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Bone Joint J. 2015 Aug;97-B(8):1046-9. doi: 10.1302/0301-620X.97B8.34952.

The functional and financial impact of isolated and recurrent dislocation after total hip arthroplasty.

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Mayo Clinic, Mayo Clinic, 200 First St. SW, Rochester, Minnesota, 55905, USA.
Hospital for Special Surgery, 535 East 70th Street, New York, New York, 10021, USA.
University College London Hospitals, 235 Euston Road, London NW1 2BU, UK.


The aims of this study were to determine the functional impact and financial burden of isolated and recurrent dislocation after total hip arthroplasty (THA). Our secondary goal was to determine whether there was a difference between patients who were treated non-operatively and those who were treated operatively. We retrospectively reviewed 71 patients who had suffered dislocation of a primary THA. Their mean age was 67 years (41 to 92) and the mean follow-up was 3.8 years (2.1 to 8.2). Because patients with recurrent dislocation were three times more likely to undergo operative treatment (p < 0.0001), they ultimately had a significantly higher mean Harris Hip Score (HHS) (p = 0.0001), lower mean Western Ontario and McMaster Universities Arthritis Index (WOMAC) scores (p = 0.001) and a higher mean SF-12 score (p < 0.0001) than patients with a single dislocation. Likewise, those who underwent operative treatment had a higher mean HHS (p < 0.0001), lower mean WOMAC score (p < 0.0001) and a higher mean SF-12 score (p < 0.0001) than those who were treated non-operatively. Recurrent dislocation and operative treatment increased costs by 300% (£11 456; p < 0.0001) and 40% (£5217; p < 0.0001), respectively. The operative treatment of recurrent dislocation results in significantly better function than non-operative management. Moreover, the increase in costs for operative treatment is modest compared with that of non-operative measures.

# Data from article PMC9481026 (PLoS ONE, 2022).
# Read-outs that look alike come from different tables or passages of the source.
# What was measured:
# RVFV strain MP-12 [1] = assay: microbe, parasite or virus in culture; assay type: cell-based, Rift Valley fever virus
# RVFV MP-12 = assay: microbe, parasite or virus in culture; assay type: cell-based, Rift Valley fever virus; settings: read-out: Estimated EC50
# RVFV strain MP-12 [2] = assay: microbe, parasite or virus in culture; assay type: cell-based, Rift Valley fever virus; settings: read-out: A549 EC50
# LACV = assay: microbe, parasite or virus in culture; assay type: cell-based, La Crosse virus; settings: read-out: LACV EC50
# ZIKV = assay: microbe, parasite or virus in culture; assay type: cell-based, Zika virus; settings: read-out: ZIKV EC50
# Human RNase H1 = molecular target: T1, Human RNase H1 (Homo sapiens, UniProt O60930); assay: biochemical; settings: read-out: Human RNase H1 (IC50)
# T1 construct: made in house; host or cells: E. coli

Hip instability; Dislocation; Primary total hip arthroplasty (THA); Financial and economic costs; Patient reported outcome measures (PROMs)

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